Streaky Bay

We left Port Augusta  heading west on highway 1 and were supposed to turn right to head to the Gawler Ranges but instead turned left down to Streaky Bay on the Eyre Peninsula. Just before we were to turn back into the desert we thought it might be a long time before we saw the sea again. On the way we stopped for a short break at Kimba.

Kimba’s claim is it is “Halfway across Australia” and it has a “big thing” which happens to be a bird which was very easy for Steve to spot  for a change. It was quite pathetic as big things go. Not even sure it was a galah.

The silo art was impressive. As was the look out with the explorer Eyre and Aboriginal tracker Sculpture. M

Eyre sign

eddy eyre and co
The sculptures  depicts explorer Eyre and an Aboriginal tracker who helped him as much as his compass did.

Eyre and aboriginal trackereddy eyre and compass

In 1627 Dutchman Peter Nuyts sighted Streaky bay and nearly 200 yrs later Captain Matthew Flinders rediscovered it and named it while exploring this coast in his ship the Investigator.

In 1850-1860 a whaling station operated not far from here. From 1854 the country was opened up by pastoralists. In 1870’s a small oyster factory was established . The original town was called Flinder’s but later changed to Streaky Bay in 1940.

Streaky Bay is a little fishing town with one pub, 2 grocery stores and 2 caravan parks and a long jetty as the water is so shallow in the bay. There is a swimming enclosure out on the jetty to swim off of. This is a wheat growing area and these little towns along here are now pretty reliant on tourism. M

streaky bay jetty
The long jetty at sunset
pacific gull
Pacific Gull

 

ruddy turnstone
Ruddy Turnstones
yanerbie beach
Sceale Bay
sceale bay from yanerbie
Sceale bay entry
Black faced cormorant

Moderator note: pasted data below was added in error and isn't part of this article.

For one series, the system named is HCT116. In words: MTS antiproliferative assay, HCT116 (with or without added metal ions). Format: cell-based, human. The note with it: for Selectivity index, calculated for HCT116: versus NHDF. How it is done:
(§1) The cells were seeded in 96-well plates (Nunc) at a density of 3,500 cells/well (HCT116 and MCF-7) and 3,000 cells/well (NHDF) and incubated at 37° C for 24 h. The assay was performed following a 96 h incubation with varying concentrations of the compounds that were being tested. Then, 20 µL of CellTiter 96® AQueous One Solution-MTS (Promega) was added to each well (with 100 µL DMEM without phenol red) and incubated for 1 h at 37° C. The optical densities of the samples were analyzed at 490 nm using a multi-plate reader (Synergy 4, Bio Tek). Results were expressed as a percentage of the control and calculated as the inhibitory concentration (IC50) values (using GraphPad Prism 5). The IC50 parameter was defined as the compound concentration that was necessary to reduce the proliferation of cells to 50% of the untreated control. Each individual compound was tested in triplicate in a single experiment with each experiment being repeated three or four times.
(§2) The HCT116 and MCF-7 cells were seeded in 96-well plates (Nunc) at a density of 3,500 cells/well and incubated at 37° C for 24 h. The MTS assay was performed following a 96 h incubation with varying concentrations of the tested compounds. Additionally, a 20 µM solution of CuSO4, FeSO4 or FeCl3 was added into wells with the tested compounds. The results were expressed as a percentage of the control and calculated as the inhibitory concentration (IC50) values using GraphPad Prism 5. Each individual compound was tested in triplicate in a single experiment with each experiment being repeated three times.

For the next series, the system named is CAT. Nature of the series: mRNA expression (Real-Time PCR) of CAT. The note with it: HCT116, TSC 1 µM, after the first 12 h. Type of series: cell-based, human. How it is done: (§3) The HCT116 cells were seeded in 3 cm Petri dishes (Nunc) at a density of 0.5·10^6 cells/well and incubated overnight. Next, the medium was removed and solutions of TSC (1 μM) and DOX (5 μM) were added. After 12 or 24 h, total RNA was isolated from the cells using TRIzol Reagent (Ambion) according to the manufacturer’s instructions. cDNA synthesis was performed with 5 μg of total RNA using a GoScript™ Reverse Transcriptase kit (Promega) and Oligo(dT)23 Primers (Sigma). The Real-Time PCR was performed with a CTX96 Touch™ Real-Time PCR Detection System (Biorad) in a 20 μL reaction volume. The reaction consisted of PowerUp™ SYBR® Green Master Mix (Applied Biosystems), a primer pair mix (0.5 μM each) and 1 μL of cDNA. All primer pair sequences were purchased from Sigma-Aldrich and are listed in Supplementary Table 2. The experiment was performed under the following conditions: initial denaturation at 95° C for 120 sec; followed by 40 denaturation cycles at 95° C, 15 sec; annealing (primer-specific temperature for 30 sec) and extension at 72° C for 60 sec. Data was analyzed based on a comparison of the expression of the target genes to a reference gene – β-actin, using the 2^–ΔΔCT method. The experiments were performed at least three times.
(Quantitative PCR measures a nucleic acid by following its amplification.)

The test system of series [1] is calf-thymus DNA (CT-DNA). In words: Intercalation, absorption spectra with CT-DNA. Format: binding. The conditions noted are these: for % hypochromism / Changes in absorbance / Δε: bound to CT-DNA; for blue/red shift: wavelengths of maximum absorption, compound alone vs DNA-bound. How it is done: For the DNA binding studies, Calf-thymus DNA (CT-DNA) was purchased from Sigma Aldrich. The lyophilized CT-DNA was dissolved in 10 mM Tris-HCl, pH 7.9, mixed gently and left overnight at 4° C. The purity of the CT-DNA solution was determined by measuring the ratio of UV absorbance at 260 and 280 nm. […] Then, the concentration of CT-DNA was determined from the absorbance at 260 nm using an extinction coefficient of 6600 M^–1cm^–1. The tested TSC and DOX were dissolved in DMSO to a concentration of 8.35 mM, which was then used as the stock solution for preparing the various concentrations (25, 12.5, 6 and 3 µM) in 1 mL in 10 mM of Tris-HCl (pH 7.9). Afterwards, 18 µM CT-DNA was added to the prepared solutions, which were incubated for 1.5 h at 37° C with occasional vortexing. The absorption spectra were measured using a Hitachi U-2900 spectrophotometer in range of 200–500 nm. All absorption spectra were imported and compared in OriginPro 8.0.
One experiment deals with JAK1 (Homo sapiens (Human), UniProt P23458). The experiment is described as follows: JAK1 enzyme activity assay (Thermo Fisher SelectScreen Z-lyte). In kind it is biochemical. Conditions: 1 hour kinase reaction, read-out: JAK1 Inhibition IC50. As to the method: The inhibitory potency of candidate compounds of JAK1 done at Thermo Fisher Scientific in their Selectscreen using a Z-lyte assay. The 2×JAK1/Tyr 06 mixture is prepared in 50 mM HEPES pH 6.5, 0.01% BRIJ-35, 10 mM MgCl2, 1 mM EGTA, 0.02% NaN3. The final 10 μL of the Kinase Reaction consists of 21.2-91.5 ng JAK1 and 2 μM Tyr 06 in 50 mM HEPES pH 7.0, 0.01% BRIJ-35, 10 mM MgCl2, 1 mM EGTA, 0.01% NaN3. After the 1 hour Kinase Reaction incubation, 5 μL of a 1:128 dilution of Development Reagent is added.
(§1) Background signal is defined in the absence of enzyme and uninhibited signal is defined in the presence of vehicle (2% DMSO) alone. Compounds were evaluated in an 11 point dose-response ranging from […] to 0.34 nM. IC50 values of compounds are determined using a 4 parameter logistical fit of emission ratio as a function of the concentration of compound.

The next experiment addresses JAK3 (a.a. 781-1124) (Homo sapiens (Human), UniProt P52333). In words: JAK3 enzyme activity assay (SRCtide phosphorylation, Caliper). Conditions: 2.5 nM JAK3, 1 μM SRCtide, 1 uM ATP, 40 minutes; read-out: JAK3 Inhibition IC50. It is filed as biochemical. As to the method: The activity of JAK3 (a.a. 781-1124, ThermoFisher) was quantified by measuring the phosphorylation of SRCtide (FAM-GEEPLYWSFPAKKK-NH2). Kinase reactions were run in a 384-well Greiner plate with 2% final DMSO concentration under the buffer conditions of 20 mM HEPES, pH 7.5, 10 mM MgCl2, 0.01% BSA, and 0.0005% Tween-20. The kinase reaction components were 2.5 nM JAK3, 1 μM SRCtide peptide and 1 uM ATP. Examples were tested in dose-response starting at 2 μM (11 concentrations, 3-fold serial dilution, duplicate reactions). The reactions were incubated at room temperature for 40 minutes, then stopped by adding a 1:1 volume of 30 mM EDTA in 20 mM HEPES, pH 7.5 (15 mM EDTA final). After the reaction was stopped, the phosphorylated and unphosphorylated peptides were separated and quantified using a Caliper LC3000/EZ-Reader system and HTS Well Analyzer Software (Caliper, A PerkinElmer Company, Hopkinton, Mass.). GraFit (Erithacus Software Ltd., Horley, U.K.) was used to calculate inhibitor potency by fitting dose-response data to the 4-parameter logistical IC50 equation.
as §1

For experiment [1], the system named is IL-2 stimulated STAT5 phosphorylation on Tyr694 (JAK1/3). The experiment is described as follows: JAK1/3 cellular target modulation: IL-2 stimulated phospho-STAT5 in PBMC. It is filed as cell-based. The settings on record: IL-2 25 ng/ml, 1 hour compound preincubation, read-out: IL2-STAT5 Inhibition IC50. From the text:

Black faced Cormorant on the swimming enclosure off the jetty.
baird bay seal
This area is famous for Point Labatt sealion colony and Baird Bay Eco  tours. They take you out on a boat to the seal colony island at the mouth of Baird bay. where you can get in the water with them. We did this the last trip here and it was amazing swimming with these guys and also dolphins. We wondered why the guide was so obsessed with us swimming so close to him and then we saw something trailing from his ankle. It was a shark repelling device! The jury is still out whether these things work or not.
shark stats
The other thing this town is famous for is the 21 yr old that caught the largest great white shark ever caught on a line in the days when they were not protected. You can see the replica of this shark at the petrol station/visitors centre. It was female and was carrying thousands of eggs!

shark in the papershark with a biteSteve in the shark

 

bad old days
These photo’s were on the walls of the pub. They are from the 1950’s when big sharks were regularly strung up on wharves when “the only good shark was a dead shark”
bad old days 1950's
These deaths brought out the whole town to look.
streaky bay mural
Streaky bay mural
crumbly sandstone outcrops
Crumbly sandstone shoreline
westall way loop drive
Coastline on the Westall Way loop scenic drive
westall coastal loop
The granites
smooth pool
Smooth pool is good for a snorkel
gull smooth pool
The gull hopeful for a chip
smooth pool snorkel
I asked Steve how the water was. He said “Not as cold as I expected’  but he didn’t stay in long and came out pink and shivery. Lot of small colourful fish but nothing big to see.
sand hills vegetation
Sand hills and coastal desert vegetation

sandhillssteve up the sand hill

purple coastal vegetation
Nice purple desert vegetation
sceale bay conservation park
Sceale Bay conservation area
banded stilt
Banded Stilt is a new bird we found poking around on this salt lake
streaky bay jetty
Long town jetty

Now it’s back to the deserts!

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